Milk’s carbon footprint cut by 63 percent

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Since 1944, efficiencies in the dairy industry have allowed fewer cows to produce more milk. As a result, the carbon footprint per pound of milk produced has fallen by 63 percent, according to a noted expert.

“In 1944, it took four cows to produce the same amount of milk as a single cow in 2007,” Jude Capper, assistant professor of dairy science at Washington State University told those attending a session at Alltech’s 27th Annual International Animal Health and Nutrition Symposium on Monday.

Dairy farmers have made major progress over the years, which is something the industry should be proud of, she said.

Capper has researched this subject extensively and published articles in scientific journals, including the Journal of Dairy Science.

She is also at the forefront when it comes to debunking the myth that modern agriculture is worse for the environment than the farms that dotted the landscape in the 1940s.

At the Alltech Symposium, she showed an image of a woman from Bangladesh milking a cow by hand. While that may cater to people’s notions of a simpler, less-obtrusive production system, the reality is that more cows are needed in that type of system, requiring more land and more water. Since more resources are used and more cows are emitting methane, the carbon footprint is actually larger.

She also made comparisons between organic milk production and conventional milk production.

“Organic dairy farming certainly has a very favorable consumer perception,” she said.

But, productivity on the typical organic dairy farm is lower than conventional farms — anywhere from 14 to 45 percent lower in terms of milk yield per cow, she said. What that means is that more cows are needed in the organic systems, along with more natural resources, to make the same amount of milk as the conventional systems. And, that increases the carbon footprint per pound of milk, she added.

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Philip Lewis    
Salem, NY  |  May, 24, 2011 at 03:49 PM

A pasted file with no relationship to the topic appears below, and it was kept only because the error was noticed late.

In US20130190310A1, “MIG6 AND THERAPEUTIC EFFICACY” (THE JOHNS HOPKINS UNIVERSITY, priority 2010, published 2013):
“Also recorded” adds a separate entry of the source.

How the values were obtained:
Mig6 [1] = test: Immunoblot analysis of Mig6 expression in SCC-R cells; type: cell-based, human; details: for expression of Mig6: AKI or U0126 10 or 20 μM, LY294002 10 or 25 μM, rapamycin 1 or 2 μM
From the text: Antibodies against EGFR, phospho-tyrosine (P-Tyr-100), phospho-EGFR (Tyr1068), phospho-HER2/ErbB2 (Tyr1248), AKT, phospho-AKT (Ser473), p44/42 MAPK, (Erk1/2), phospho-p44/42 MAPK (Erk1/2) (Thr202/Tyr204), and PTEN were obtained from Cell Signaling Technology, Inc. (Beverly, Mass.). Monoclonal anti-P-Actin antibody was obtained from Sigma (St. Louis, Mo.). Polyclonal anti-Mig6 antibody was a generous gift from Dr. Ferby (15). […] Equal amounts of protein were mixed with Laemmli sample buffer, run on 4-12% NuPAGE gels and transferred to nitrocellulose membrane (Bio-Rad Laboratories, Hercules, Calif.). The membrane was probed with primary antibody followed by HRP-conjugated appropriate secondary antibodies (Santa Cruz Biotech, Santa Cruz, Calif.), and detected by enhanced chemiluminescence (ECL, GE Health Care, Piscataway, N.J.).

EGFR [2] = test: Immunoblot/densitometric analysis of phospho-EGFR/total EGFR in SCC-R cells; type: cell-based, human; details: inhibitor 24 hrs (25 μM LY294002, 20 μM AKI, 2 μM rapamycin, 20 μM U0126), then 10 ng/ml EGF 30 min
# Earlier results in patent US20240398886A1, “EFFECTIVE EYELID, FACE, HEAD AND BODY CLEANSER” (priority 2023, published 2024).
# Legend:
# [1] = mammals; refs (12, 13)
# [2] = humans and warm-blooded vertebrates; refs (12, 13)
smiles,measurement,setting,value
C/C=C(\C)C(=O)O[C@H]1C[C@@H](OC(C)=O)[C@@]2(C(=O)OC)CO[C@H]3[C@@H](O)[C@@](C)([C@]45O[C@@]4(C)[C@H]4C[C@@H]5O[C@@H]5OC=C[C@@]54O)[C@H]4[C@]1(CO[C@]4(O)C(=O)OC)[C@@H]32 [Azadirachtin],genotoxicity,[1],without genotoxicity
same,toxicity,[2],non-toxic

I'm sorry, but do you really think anyone with a brain cares about the "carbon footprint" of milk? Give me a break. Dairy farms are vanishing, the industry is being destroyed by USDA regulations and somebody is actually concerned about phantom science. Please concentrate on improved profitability issues and preserving remaining dairies.

Philip Lewis    
Salem, NY  |  May, 24, 2011 at 03:55 PM

I suspect that struggling dairy farmers are not particularly concerned about their "carbon footprint". Profitability issues and industry preservation are concerns ... not CO2.

AZ.  |  May, 24, 2011 at 05:43 PM

thats because of years of gennettic altering of cows, back in the 40 cows were left to one type of breed, not so for today. also back then milk was milk wholesome and rich not so today.

Nate Lewis    
WA  |  May, 25, 2011 at 06:53 PM

A modern cow may produce 4x the amount of milk that a cow from the 50's produced, but the new cow only has 1.5 lactations. They are not taking into account all the greenhouse gases produced by replacements. The cow from the 50's would produce milk over many lactations (probably more than 4x the amount of lactations) without needing to be replaced...hmmm...more conventional agricultural propoganda? Looks like it. Check out "Shades of Green" for some real scientific approaches to this question.

IL  |  January, 07, 2014 at 09:30 AM

If you read the report available here:, the current model includes the replacement of cows with raised heifers.

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